[0081] Ammonia Selectivity

[0082] The sensing membranes made in accordance with the present invention were tested to demonstrate the detection capabilities with respect to the detection selectivity for ammonia in comparison to other materials. In this test example, the sensing membranes were tested to evaluate their detection selectivity with respect to ammonia in the presence of carbon dioxide. The test results indicated that the presence of carbon dioxide had negligible, if any, effects on the detection of ammonia. In this regard, the sensing membranes did not detect the carbon dioxide and, thus, exhibited an enhanced selectivity with respect to the detection of ammonia. The amount of ammonia detected by the sensing membranes of the present invention demonstrated an essentially linear correlation with respect to known amounts of ammonia as measured by Cobas.

[0083] Detection Accuracy

[0084] The membranes of the present invention were tested to demonstrate the accuracy and sensitivity of the ammonia detection capabilities of the present invention. The test results showed that the ammonia sensing membranes of the present invention accurately detected amounts of ammonia in a test solution ranging from about 0.01 ppm to about 100 ppm. This determination was based on a correlation (R2=0.8635) of the amount of ammonia detected by the membranes of the present invention versus the known amounts of ammonia in the test solutions ranging from about 0.1 ppm to about 100 ppm as measured by a chemical analyzer (e.g., Cobas Mira) as shown in FIG. 1.

[0085] Detection Response Times

[0086] The response times with respect to detecting ammonia were evaluated for the membranes of the present invention. In a first experiment, the effects of the hydrophobic membrane with respect to the detection response times were evaluated. In this experiment, four ammonia sensing membranes were prepared according to an embodiment of the present invention. The test sensing membranes varied with respect to the type of hydrophobic membrane. The hydrophobic membrane included three commercially available hydrophobic membranes and a PVDF microporous membrane made in accordance with an embodiment of the present invention. The response times with respect to the ammonia detection of the test membranes were evaluated under two separate test conditions.

[0087] Under a first test condition, each test sensing membrane was subjected to the PD-4 test solution as discussed above at pH 9. Under the second test condition, three of the test sensing membranes were subjected to ammonia gas in an amount of about 189 ppm. The test results are indicated below in the table:

Hydrophobic Response Time Response Time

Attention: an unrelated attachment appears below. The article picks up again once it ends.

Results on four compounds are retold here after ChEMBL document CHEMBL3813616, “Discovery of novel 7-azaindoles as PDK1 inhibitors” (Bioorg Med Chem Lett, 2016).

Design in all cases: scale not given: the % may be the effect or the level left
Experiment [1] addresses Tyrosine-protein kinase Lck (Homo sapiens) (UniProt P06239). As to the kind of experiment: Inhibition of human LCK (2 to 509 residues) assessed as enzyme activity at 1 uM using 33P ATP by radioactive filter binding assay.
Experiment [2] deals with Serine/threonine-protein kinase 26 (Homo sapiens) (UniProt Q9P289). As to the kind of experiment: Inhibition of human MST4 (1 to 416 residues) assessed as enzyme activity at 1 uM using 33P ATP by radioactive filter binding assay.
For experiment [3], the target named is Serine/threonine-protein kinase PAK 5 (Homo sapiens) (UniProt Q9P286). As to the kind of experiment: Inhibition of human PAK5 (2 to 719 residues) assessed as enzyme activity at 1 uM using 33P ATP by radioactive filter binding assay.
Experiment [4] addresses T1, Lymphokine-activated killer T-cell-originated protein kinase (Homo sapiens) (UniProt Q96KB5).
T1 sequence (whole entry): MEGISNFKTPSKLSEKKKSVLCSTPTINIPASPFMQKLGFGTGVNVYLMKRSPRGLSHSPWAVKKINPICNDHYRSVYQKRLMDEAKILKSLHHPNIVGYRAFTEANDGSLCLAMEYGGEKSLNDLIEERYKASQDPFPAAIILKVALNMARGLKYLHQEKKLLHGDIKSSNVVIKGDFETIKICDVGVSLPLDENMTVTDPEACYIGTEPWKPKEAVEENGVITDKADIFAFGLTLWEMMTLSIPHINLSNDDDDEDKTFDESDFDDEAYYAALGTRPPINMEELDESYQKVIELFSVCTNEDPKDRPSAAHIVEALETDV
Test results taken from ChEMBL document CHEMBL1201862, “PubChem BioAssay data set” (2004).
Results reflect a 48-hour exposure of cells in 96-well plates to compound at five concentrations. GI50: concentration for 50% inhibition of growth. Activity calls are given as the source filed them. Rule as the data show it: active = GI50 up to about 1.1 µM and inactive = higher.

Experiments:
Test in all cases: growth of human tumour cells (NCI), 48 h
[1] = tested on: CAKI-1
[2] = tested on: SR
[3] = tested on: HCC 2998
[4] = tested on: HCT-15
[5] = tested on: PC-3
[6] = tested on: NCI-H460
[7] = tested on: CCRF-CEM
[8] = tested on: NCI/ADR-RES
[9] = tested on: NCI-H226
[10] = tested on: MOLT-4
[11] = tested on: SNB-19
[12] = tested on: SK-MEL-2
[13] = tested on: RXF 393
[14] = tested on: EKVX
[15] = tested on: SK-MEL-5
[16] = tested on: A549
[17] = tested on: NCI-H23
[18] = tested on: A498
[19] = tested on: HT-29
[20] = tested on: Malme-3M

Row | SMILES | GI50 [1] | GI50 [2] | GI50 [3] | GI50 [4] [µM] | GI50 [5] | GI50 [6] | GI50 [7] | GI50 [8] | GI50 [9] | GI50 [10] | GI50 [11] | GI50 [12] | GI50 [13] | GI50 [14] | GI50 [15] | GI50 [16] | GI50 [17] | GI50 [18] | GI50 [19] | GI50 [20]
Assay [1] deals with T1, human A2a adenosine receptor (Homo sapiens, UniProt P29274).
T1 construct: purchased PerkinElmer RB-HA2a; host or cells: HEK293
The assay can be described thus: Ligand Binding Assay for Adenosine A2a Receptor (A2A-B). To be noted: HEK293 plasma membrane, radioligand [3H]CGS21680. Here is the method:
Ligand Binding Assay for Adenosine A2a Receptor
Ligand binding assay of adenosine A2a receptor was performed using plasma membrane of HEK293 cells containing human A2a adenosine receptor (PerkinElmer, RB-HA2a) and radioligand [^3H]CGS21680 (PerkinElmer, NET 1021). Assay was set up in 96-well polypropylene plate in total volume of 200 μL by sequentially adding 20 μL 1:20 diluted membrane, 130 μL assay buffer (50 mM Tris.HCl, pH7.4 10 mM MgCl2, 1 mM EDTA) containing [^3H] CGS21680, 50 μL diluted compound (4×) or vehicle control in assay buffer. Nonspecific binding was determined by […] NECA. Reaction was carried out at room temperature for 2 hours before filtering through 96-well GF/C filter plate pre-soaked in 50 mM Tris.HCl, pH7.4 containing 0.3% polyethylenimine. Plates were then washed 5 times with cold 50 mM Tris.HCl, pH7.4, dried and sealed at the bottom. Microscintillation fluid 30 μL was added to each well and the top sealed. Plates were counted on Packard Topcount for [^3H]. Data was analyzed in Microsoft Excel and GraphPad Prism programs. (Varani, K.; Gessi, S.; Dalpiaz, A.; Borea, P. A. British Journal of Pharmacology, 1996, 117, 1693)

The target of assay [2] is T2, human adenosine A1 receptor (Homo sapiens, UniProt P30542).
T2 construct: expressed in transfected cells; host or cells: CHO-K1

Membrane Manufacturer PD-4 Test Ammonia Gas
DURAPORE MILIIPORE Over 10 minutes 2.5 minutes
CELGARD HOECHST 10 minutes 1.5 minutes
CELANESE
GORE GORE THERAPY Dye leached N/A
PVDF Present Invention about 3 Seconds 1.5 minutes

[0088] As shown in the table above, the test sensing membrane made with a PVDF hydrophobic membrane material outperformed each of the test sensing membranes regarding the response time with respect to detecting ammonia in a peritoneal dialysis test solution. With respect to the second test condition, the test sensing membrane of the present invention performed as well as and better than the test sensing membrane made from commercially available hydrophobic membrane materials.

[0089] In a second test experiment, the response time with respect to detecting a change in an amount of ammonia from about 30 ppm to about 0 ppm in a test dialysate solution was evaluated. Two test ammonia sensing membranes were tested. A first sensing membrane was made from a PVDF hydrophobic membrane material in accordance with an embodiment of the present invention. A second sensing membrane was a commercially available sensing membrane from SEACHEM. The SEACHEM membrane was made from a polypropylene hydrophobic membrane material. The SEACHEM sensing membranes are typically used in aquarium applications.

[0090] As shown in FIG. 2, the test ammonia sensing membrane of the present invention outperformed the commercially available sensing membrane. The detection response time with respect to the decrease in the amount of ammonia to about 0 ppm was about 12 seconds where a leveling off of the color change of the sensing membrane due to the decrease in the amount of ammonia began to occur. In contrast, the color change of the SEACHEM sensing membrane did not level off even after 35 seconds.

[0091] In a third test experiment, the response times with respect to detecting the changing amount of ammonia as the amount increases and decreases over a period of time were evaluated. The testing membranes included the SEACHEM sensing membrane as previously discussed and a sensing membrane made from PVDF in accordance with an embodiment of the present invention.

[0092] As shown in FIG. 3, the sensing membrane of the present invention detected the changes in the amount of ammonia with a greater level of sensitivity and responsiveness as compared to the commercially available sensing membrane.